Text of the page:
She told me how that was understandable, for it is very hard to watch and know. She has seen not only the toll treatments and illnesses can have on people, but how many lose their battle. She then added, "For some of them, though, it was long enough. They were ready." I understood that, as only a survivor can.
Life is precious, but pain is hard. Continuous pain is brutal. It chips away at who you are.
All people think they understand pain. We all have pain and understand it in our own ways from our own experiences. No one person's pain is more valid than another's. No one's pain is lessened by another person suffering more. Pain is personal.
But, for survivors, there is a different type of understanding. A knowledge that comes from knowing constant pain. Pain that never goes away, which only ebbs and flows from one extreme to another. Relentless and unforgiving. And, at the most extreme moments of suffering, they live with the Pain Prayers.
They have begged for the pain to ease. They have prayed to whatever spiritual force they believe in for relief. They have pleaded for it to stop. They have screamed for it to be over. They have reached a point where they can not imagine the pain stretching out endlessly before them any longer. For some, the Pain Prayers become simply, "No more. Enough."
If you are lucky, you get a momentary reprieve. The pain eases and ebbs in your favor. That is a good day.
There is bravery in every struggle. There is bravery in hanging on. There is bravery in fighting to the bitter end. But, there is also bravery in letting go. Sometimes people are ready. And, that too, is brave. There can be peace. We are all survivors, even the ones who are ready, because they are survived by people who love and will remember them.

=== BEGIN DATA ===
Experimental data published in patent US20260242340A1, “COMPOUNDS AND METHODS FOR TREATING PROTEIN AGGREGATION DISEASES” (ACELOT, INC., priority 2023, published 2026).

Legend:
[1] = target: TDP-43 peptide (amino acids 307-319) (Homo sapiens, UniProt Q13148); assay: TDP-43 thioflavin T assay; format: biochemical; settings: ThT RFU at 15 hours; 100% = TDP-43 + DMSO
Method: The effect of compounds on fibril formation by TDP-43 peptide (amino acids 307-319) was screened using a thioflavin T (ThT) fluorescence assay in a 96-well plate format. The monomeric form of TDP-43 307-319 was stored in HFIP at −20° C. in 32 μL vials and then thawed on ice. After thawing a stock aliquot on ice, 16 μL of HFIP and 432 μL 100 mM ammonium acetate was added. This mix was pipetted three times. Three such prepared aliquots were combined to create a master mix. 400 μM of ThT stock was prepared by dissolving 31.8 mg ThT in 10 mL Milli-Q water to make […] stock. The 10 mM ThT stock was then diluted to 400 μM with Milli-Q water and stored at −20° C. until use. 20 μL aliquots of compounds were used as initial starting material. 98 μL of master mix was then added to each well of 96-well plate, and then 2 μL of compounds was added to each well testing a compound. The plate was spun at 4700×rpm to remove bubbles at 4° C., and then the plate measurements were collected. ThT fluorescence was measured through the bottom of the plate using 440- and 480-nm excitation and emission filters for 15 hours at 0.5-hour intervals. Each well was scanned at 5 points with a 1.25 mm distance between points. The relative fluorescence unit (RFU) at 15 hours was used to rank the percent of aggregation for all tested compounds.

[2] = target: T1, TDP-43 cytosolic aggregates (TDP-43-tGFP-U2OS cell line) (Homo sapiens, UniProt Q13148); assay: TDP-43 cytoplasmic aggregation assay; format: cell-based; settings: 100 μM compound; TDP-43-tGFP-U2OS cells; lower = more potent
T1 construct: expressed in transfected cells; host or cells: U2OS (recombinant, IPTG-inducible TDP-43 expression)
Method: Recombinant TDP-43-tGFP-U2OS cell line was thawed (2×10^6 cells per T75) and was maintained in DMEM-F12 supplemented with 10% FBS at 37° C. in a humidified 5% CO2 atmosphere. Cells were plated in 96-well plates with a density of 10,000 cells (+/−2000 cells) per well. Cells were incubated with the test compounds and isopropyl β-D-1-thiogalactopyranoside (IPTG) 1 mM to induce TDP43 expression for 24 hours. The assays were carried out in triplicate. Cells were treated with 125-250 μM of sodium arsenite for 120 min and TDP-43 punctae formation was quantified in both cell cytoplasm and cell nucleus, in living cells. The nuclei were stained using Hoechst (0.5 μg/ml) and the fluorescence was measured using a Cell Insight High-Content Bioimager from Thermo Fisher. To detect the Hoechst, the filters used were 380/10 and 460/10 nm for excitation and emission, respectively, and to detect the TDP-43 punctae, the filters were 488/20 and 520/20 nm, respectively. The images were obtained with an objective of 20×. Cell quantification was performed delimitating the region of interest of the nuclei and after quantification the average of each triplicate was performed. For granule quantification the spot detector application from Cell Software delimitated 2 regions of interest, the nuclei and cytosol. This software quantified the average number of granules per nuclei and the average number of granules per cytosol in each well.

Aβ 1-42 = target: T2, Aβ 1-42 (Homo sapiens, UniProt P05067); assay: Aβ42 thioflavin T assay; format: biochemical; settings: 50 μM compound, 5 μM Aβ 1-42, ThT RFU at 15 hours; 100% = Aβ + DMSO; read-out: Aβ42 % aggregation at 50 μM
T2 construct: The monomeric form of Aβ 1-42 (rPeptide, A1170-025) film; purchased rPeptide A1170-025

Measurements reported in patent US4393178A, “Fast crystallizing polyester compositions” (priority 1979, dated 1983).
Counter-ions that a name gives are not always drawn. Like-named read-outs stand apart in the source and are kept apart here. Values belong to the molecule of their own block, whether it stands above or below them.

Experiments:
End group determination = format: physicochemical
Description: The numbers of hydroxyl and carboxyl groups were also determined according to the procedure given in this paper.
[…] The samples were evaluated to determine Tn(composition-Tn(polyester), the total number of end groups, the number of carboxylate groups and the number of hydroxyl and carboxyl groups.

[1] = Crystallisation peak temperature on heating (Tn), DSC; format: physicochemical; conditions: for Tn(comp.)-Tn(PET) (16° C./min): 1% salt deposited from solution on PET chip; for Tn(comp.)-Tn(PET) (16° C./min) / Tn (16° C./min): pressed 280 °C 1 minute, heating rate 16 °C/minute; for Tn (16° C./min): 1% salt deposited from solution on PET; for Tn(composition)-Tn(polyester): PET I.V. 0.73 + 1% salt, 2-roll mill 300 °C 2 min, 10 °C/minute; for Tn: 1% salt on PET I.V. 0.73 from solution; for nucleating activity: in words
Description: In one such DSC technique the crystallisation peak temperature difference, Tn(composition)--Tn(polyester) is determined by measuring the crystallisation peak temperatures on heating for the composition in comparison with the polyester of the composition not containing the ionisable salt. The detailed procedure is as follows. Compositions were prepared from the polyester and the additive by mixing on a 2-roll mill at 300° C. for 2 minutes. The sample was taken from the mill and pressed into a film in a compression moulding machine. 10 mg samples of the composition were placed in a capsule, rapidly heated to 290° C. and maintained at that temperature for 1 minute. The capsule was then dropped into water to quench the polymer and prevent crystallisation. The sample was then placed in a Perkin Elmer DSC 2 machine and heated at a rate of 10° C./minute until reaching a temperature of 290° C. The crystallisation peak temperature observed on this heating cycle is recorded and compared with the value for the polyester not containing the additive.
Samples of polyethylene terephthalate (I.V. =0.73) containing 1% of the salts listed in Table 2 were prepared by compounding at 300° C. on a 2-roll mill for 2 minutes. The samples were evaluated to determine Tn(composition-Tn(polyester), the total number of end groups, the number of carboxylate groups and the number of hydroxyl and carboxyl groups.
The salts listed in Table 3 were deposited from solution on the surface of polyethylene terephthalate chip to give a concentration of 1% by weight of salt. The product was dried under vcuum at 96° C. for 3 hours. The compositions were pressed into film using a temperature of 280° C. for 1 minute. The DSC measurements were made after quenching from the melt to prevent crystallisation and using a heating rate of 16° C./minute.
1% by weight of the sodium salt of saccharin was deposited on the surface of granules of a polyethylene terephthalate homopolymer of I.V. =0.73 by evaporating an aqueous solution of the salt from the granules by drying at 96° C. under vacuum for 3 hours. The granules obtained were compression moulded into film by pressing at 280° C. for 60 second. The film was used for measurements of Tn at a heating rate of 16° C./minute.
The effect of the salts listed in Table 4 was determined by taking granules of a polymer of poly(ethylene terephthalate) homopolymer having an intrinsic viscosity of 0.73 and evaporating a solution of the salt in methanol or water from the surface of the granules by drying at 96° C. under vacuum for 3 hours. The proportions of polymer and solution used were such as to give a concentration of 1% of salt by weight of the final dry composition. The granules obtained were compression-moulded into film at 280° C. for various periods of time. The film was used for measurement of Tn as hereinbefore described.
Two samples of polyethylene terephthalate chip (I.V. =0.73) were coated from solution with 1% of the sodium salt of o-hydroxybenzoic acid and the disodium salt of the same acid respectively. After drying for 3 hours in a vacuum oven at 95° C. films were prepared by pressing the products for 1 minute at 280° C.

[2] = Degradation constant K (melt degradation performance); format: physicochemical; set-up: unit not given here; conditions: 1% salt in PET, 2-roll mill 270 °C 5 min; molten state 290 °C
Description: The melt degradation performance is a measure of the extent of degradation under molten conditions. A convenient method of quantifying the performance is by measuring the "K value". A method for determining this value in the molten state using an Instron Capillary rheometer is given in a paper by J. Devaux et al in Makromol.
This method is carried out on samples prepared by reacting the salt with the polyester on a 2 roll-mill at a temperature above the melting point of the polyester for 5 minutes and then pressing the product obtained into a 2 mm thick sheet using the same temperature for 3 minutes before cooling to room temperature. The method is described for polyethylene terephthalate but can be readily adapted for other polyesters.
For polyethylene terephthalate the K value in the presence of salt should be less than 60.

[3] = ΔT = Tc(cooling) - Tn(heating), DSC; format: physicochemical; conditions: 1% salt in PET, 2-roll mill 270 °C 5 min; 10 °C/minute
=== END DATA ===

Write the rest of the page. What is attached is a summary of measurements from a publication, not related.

You can never judge anyone's "Enough."
I intimately know all the Pain Prayers. I have screamed for it to be over. I have said simply, "No more. Enough." I have been lucky to get reprieves that last long enough to be thankful I am still here. I have hope.
I fear the pain stretching out endlessly though and can not imagine it lasting forever. I live with the knowledge I would choose different treatment paths if faced with the same decisions again. I understand and do not judge how anyone else survives.
But, I also know...
The other day I saw the "Lady in Pink" walking through a store. Her hair had started to grow back. She was no longer pale and she was smiling. She had a wonderful laugh. I was glad to see her and to know she made it.